Weighing machine for infants, England, 1890-1910
This weighing machine measured the weight of babies and infants. The child was placed in the wicker basket. Weights were added to the pan to make the balance level. The weights pictured here range from 2lb (just under 1kg) to 14lb (approximately 6.5kg). Babies are usually weighed regularly after they are born to monitor their growth. The machine weights are made by Liverpool-based Henry Pooley and Sons Ltd. It was a company of mechanical engineers. It also made weighing machines for the railway industry. The base is inscribed with the words ‘Mellin’s Food’. This company made a milk modifier for feeding infants. It used these scales to promote its products.
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Glossary: weighing machine
A machine (sometimes referred to as a scale) for weighing persons, objects or large weights.
Measurement is the process of estimating the magnitude of some attribute of an object, such as its length or weight, relative to some standard (unit of measurement), such as a meter or a kilogram. The act of measuring usually involves using a measuring instrument, such as a ruler, weighing scale, thermometer or speedometer which is calibrated to compare the measured attribute to a measurement unit. Metrology is the scientific study of measurement.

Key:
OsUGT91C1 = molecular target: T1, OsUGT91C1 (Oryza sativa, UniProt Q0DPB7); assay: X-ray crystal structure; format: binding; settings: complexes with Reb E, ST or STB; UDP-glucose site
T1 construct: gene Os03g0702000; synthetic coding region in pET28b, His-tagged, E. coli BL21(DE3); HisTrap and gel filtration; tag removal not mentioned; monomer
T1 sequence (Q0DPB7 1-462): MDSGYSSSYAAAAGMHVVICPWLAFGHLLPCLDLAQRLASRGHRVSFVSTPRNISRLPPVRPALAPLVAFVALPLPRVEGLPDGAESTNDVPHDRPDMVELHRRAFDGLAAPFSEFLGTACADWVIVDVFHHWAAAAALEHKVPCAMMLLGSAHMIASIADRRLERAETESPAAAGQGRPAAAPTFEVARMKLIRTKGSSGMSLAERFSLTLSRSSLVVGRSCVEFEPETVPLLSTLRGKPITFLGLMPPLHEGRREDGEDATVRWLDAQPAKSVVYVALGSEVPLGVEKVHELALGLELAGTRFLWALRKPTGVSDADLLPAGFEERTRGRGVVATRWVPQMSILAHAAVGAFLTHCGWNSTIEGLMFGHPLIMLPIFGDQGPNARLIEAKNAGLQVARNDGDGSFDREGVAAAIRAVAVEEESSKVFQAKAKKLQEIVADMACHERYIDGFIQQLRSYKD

Glossary: baby weigher
Set of scales or other type of balance (balance scales or spring type) used to assertain the weight of a baby or small infant
Glossary: counter scales
Scales with the weighing pans above the beamscale that employs the 'Static Enigma' principle for their operation. Two types are commonly encountered those using the 'Roberval' and 'Beranger' principles. As neither the weights used or material being weighted need to be central in the pans they are commonly used in shops on the counter, hence the name.